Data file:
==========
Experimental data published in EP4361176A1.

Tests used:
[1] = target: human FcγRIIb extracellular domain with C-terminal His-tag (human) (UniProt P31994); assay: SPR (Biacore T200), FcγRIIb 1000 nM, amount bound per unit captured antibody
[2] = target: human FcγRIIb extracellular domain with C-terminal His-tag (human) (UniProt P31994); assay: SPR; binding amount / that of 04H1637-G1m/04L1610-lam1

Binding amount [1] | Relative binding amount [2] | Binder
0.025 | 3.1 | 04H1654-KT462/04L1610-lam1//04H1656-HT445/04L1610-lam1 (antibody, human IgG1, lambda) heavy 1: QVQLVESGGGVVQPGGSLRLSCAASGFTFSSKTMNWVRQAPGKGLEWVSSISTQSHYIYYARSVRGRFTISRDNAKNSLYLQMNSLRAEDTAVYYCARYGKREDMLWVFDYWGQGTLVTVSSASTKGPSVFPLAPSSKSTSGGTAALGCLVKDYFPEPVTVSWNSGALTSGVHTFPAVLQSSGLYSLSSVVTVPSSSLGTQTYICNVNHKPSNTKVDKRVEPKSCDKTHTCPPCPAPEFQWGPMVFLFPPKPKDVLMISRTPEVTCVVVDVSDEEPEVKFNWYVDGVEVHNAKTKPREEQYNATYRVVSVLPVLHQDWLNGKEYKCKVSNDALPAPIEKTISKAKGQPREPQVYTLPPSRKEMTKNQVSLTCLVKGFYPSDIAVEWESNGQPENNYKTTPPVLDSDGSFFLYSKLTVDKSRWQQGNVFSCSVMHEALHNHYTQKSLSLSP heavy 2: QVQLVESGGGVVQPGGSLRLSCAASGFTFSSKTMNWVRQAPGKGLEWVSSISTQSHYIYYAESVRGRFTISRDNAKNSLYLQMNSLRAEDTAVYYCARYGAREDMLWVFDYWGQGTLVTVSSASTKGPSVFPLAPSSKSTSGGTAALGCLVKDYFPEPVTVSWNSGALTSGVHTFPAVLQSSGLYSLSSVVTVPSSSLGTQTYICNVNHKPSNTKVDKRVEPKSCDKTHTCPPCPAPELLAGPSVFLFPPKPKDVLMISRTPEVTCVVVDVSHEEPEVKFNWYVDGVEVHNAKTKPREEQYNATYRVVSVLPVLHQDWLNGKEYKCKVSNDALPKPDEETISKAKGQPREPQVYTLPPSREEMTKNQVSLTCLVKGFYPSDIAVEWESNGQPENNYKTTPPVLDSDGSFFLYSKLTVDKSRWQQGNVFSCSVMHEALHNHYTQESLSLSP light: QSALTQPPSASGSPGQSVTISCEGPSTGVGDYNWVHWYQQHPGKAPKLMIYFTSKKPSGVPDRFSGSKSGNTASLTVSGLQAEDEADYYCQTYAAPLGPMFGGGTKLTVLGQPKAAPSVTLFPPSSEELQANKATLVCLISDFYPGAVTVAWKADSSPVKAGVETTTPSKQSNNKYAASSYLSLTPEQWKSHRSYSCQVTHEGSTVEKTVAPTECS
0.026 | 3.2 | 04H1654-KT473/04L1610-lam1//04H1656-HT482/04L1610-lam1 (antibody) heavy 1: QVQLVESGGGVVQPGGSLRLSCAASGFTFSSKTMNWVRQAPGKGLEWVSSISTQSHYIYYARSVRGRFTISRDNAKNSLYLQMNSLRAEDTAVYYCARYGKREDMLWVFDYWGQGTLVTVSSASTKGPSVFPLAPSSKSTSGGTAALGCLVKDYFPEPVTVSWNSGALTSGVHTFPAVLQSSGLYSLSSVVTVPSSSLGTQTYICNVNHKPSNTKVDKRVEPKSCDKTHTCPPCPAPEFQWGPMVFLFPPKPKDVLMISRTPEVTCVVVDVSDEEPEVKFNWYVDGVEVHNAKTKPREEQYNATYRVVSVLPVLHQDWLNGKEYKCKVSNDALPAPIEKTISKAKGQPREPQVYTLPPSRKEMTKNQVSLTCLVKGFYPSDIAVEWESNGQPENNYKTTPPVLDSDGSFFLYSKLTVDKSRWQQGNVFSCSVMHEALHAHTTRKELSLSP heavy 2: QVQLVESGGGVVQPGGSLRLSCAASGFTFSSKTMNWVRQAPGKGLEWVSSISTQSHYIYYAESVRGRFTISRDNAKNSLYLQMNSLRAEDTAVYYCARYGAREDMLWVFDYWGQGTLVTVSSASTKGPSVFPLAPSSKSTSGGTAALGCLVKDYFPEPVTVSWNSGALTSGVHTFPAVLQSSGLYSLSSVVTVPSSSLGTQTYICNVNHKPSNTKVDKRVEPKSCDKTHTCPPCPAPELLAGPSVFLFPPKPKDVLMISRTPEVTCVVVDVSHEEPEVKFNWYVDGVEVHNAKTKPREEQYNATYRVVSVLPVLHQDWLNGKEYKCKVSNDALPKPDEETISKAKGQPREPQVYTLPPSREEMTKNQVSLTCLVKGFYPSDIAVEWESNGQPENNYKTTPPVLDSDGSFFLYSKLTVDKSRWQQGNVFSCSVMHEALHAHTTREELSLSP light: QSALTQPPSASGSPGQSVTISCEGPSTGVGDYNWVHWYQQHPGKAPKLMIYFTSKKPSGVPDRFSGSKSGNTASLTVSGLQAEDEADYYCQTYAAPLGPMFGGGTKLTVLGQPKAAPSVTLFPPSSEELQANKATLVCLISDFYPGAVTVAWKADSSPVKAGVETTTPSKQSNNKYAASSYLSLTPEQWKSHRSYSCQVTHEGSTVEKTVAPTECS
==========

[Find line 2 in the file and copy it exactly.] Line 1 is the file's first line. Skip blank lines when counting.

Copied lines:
Tests used: